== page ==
Having a pet in the household can be a rewarding experience at any age. Seniors greatly appreciate the companionship and the social element of having a pet around the house. Maintaining a social bond is extremely important at any stage of life, and this is especially true during our Golden Years.
Over the years, multiple surveys have even indicated that community-oriented elderly adults view pet ownership as a very positive thing. Nearly every single person who was surveyed responded by saying that they feel some sort of social connection with their four-legged companions. 95% talk to their pet, 57% confide in their pet, and 79% take comfort in knowing their pet is around.
And having a pet need not be be a struggle. When bringing a new dog into your home, consider using a trainer to help you and your new pooch get acquainted with each other.
Aside from helping to establish routines, a trainer can teach effective techniques (i.e. commands, discipline, etc.) that will enable you and your dog to navigate your world together
a bit more easily.
Taking care of a pet changes the way we think and the way we care for ourselves. In fact, seniors who own pets have been shown to also take better care of themselves. Also, pet ownership might help improve mental sharpness and possibly even delay the effects of certain types of dementia, including Alzheimer’s Disease.
Pet ownership does more than simply provide emotional support and social connection for seniors. It might actually boost their health! Studies have shown that pet owners are less likely to experience high blood pressure or certain heart conditions.
Dog ownership in particular is good for promoting physical activity, even if just by encouraging people to take a few extra steps while walking their furry friend. According to the animal advocacy organization PAWS, dog owners are “way more likely” to hit their weekly exercise goals. In fact, some seniors have even started successful dog walking businesses as a way to stay healthy, earn extra income, and bring a smile to their faces during retirement.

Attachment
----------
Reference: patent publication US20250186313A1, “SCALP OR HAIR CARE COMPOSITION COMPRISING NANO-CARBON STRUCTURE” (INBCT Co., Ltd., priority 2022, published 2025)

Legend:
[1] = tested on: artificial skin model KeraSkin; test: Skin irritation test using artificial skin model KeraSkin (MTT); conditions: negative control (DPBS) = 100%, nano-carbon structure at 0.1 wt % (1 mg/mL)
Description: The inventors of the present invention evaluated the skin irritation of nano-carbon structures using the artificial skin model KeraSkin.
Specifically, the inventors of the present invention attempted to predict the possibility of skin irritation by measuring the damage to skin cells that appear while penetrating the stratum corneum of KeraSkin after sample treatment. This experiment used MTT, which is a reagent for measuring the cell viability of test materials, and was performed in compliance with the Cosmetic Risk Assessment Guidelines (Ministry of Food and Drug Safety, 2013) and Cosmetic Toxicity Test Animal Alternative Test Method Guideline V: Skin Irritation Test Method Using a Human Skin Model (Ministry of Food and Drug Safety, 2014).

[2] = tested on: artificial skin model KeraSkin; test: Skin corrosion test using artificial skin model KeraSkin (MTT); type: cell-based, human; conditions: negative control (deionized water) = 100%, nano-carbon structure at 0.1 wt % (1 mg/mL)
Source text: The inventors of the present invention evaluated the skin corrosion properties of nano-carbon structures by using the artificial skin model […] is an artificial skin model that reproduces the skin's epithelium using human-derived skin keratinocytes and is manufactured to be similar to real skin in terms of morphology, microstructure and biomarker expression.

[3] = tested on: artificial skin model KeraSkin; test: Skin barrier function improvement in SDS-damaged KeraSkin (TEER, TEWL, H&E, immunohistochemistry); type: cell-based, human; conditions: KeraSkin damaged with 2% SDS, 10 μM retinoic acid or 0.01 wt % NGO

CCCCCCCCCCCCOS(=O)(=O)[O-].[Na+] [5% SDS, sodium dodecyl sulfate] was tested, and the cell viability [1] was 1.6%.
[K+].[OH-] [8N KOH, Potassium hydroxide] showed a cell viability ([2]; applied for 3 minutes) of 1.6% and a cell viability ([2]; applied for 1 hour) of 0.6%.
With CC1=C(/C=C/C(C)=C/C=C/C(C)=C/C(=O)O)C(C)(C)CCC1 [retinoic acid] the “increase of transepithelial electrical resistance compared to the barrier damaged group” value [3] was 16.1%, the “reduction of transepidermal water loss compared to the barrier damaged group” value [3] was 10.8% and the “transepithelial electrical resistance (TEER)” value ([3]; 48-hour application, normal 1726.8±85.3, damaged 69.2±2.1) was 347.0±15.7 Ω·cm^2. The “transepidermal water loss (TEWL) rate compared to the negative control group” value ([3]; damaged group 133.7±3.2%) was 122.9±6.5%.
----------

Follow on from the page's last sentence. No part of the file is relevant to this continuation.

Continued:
Of course, not all seniors are able to walk their own dog – for a variety of reasons. This doesn’t mean that those seniors have to live a life without pets. Oftentimes, relatives or close family friends are willing to step in and assist with taking care of a beloved pet.
If there’s no one nearby who is able to assist, there are still probably some options. For instance, there are various dog walking services in just about every city; chances are, there’s one in your city who can help. These types of services allow seniors to maintain independence and continue happily living with their beloved pets, while someone else assists with dog walking. Hiring a professional dog walker can be quite a treat – for the dog as well as for the senior!
Life at any stage is unpredictable, and many seniors around the world enjoy the consistency and companionship of having a pet at their side each day. With all the research showing that pets are good for our health at any age, why not consider pet ownership during our retirement years? With professional dog walkers and other services to help seniors, owning a pet later in life is now easier than ever. Now, that’s something to wag your tail about!
Written by Jason Lewis
Source: With Seniors in Mind